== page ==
Consider the following piece of code, which generates some (potentially) huge, multi-dimensional array and performs `numpy.tensordot`

with it (whether we multiply the same or two different arrays here, does not really matter).

```
import time
import numpy
L, N = 6, 4
shape = (2*L)*[N,]
A = numpy.arange(numpy.prod(shape)).reshape(shape)
A = A % 256 - 128 # [-127,+127]
axes=(range(1,2*L,2), range(0,2*L,2))
def run(dtype, repeat=1):
A_ = A.astype(dtype)
t = time.time()
for i in range(repeat):
numpy.tensordot(A_, A_, axes)
t = time.time() - t
print(dtype, ' \t%8.2f sec\t%8.2f MB' %(t, A_.nbytes/1e6))
```

Now we can compare the performance for different data types, e.g.:

```
run(numpy.float64)
run(numpy.int64)
```

Since the array only consists of small integer numbers, I would like to save some memory by using `dtype=int8`

. However, this slows down the matrix multiplication A LOT.

## Here are some test cases

The first one, is the important one for my use case. The others are just for reference. Using Numpy 1.13.1 and Python 3.4.2

### Large array

```
L, N = 6, 4; A.size = 4**12 = 16777216
<class 'numpy.float64'> 59.58 sec 134.22 MB
<class 'numpy.float32'> 44.19 sec 67.11 MB
<class 'numpy.int16'> 711.16 sec 33.55 MB
<class 'numpy.int8'> 647.40 sec 16.78 MB
```

Same array with different data types. Memory decreases as expected. But why the large differences in the CPU time? If anything I would expect `int`

to be faster than `float`

.

### Large array with different shape

```
L, N = 1, 4**6; A.size = (4**6)**2 = 16777216
<class 'numpy.float64'> 57.95 sec 134.22 MB
<class 'numpy.float32'> 42.84 sec 67.11 MB
```

The shape doesn't seem to have a large effect.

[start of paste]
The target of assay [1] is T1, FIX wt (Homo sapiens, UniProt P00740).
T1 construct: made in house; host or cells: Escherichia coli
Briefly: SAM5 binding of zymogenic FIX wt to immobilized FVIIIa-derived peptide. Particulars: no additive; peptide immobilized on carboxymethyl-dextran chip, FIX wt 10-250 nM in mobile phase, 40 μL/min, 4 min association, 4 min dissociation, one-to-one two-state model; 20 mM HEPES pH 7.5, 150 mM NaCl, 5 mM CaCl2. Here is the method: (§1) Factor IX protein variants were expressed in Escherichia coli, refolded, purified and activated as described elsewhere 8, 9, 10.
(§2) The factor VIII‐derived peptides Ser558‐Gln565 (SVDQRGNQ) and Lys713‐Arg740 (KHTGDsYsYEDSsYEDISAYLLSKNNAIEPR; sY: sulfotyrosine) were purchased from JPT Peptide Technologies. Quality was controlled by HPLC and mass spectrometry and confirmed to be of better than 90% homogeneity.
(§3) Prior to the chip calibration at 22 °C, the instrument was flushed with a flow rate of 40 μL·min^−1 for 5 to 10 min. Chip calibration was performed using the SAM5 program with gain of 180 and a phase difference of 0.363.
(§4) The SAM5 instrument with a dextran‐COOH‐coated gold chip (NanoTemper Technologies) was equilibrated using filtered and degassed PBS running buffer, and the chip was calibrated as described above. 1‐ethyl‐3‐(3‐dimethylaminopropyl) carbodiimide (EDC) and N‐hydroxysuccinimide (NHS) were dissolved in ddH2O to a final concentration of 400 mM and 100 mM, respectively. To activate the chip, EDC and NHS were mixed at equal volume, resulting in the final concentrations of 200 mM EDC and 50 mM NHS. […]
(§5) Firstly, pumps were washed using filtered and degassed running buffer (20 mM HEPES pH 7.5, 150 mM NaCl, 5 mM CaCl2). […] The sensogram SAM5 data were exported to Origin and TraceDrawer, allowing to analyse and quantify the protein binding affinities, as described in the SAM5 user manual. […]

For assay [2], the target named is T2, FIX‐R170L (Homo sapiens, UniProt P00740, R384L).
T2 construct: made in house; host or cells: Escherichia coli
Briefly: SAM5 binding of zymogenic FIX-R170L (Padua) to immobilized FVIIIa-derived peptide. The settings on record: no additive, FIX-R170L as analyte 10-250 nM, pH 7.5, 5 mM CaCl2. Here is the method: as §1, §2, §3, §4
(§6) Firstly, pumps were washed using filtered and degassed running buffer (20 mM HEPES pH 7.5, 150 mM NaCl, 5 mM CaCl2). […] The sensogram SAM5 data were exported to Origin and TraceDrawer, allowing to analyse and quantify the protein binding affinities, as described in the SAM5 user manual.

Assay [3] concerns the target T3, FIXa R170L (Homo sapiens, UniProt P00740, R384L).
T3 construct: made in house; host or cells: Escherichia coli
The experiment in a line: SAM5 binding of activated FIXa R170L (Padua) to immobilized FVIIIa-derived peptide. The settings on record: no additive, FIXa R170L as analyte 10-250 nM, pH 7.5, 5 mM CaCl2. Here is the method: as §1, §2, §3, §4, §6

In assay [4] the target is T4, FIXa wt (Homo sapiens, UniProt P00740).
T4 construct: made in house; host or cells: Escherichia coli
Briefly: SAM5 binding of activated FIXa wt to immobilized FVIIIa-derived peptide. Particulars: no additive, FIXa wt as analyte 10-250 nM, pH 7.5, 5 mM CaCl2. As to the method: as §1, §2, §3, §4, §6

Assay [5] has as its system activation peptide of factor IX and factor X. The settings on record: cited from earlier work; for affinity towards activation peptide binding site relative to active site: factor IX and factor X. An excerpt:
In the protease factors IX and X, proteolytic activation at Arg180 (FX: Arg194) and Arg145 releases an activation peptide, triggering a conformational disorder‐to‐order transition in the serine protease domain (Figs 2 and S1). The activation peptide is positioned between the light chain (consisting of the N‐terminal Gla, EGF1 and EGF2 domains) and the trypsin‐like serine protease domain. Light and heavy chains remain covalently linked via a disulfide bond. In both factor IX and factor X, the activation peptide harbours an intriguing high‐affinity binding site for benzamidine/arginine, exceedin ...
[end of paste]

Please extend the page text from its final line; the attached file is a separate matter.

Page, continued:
### Not so large array

```
L, N = 5, 4
<class 'numpy.float128'> 10.91 sec 16.78 MB
<class 'numpy.float64'> 0.98 sec 8.39 MB
<class 'numpy.float32'> 0.90 sec 4.19 MB
<class 'numpy.float16'> 9.80 sec 2.10 MB
<class 'numpy.int64'> 8.84 sec 8.39 MB
<class 'numpy.int32'> 5.55 sec 4.19 MB
<class 'numpy.int16'> 2.23 sec 2.10 MB
<class 'numpy.int8'> 1.82 sec 1.05 MB
```

Smaller values, but same weird trend.

### small array, lots of repetitions

L, N = 2, 4; A.size = 4**4 = 256; repeat=1000000

```
<class 'numpy.float128'> 17.92 sec 4.10 KB
<class 'numpy.float64'> 14.20 sec 2.05 KB
<class 'numpy.float32'> 12.21 sec 1.02 KB
<class 'numpy.float16'> 41.72 sec 0.51 KB
<class 'numpy.int64'> 14.21 sec 2.05 KB
<class 'numpy.int32'> 14.26 sec 1.02 KB
<class 'numpy.int16'> 13.88 sec 0.51 KB
<class 'numpy.int8'> 13.03 sec 0.26 KB
```

Other than `float16`

being much slower, everything is fine here.

## Question

Why is `int8`

for very large arrays so much slower? Is there any way around this? Saving memory becomes increasingly important for larger arrays!

`Numpy`

is built on`LAPACK`

(generally), which is built on`BLAS`

. Expecting`numpy`

to improve the efficiency of`BLAS`

is sort of like expecting an auto mechanic to improve your engine by inventing a lighter type of steel.`BLAS`

. Someone could make a better "steel" someday, but it probably won't be someone who makes "engines" for a living.10more comments